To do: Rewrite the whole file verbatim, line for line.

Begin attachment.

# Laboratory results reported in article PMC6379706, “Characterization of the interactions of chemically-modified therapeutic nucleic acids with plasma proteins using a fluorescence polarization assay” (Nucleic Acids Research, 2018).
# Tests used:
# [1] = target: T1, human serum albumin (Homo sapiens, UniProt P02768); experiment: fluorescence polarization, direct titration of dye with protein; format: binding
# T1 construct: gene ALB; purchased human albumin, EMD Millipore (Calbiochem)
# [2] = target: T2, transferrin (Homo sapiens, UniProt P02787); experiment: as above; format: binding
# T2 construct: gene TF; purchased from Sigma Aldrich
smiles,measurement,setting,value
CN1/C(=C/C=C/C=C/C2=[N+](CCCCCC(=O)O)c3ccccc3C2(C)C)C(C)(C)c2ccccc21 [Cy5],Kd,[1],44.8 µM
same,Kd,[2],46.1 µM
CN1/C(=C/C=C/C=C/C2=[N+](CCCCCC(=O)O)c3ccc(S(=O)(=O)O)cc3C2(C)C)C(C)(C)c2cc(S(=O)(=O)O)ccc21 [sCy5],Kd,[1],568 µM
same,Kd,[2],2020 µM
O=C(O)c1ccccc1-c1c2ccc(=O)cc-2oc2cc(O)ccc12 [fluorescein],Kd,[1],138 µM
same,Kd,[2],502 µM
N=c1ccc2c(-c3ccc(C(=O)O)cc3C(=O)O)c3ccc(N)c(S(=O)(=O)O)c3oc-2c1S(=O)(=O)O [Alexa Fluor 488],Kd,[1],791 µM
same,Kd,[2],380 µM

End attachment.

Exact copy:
# Laboratory results reported in article PMC6379706, “Characterization of the interactions of chemically-modified therapeutic nucleic acids with plasma proteins using a fluorescence polarization assay” (Nucleic Acids Research, 2018).
# Tests used:
# [1] = target: T1, human serum albumin (Homo sapiens, UniProt P02768); experiment: fluorescence polarization, direct titration of dye with protein; format: binding
# T1 construct: gene ALB; purchased human albumin, EMD Millipore (Calbiochem)
# [2] = target: T2, transferrin (Homo sapiens, UniProt P02787); experiment: as above; format: binding
# T2 construct: gene TF; purchased from Sigma Aldrich
smiles,measurement,setting,value
CN1/C(=C/C=C/C=C/C2=[N+](CCCCCC(=O)O)c3ccccc3C2(C)C)C(C)(C)c2ccccc21 [Cy5],Kd,[1],44.8 µM
same,Kd,[2],46.1 µM
CN1/C(=C/C=C/C=C/C2=[N+](CCCCCC(=O)O)c3ccc(S(=O)(=O)O)cc3C2(C)C)C(C)(C)c2cc(S(=O)(=O)O)ccc21 [sCy5],Kd,[1],568 µM
same,Kd,[2],2020 µM
O=C(O)c1ccccc1-c1c2ccc(=O)cc-2oc2cc(O)ccc12 [fluorescein],Kd,[1],138 µM
same,Kd,[2],502 µM
N=c1ccc2c(-c3ccc(C(=O)O)cc3C(=O)O)c3ccc(N)c(S(=O)(=O)O)c3oc-2c1S(=O)(=O)O [Alexa Fluor 488],Kd,[1],791 µM
same,Kd,[2],380 µM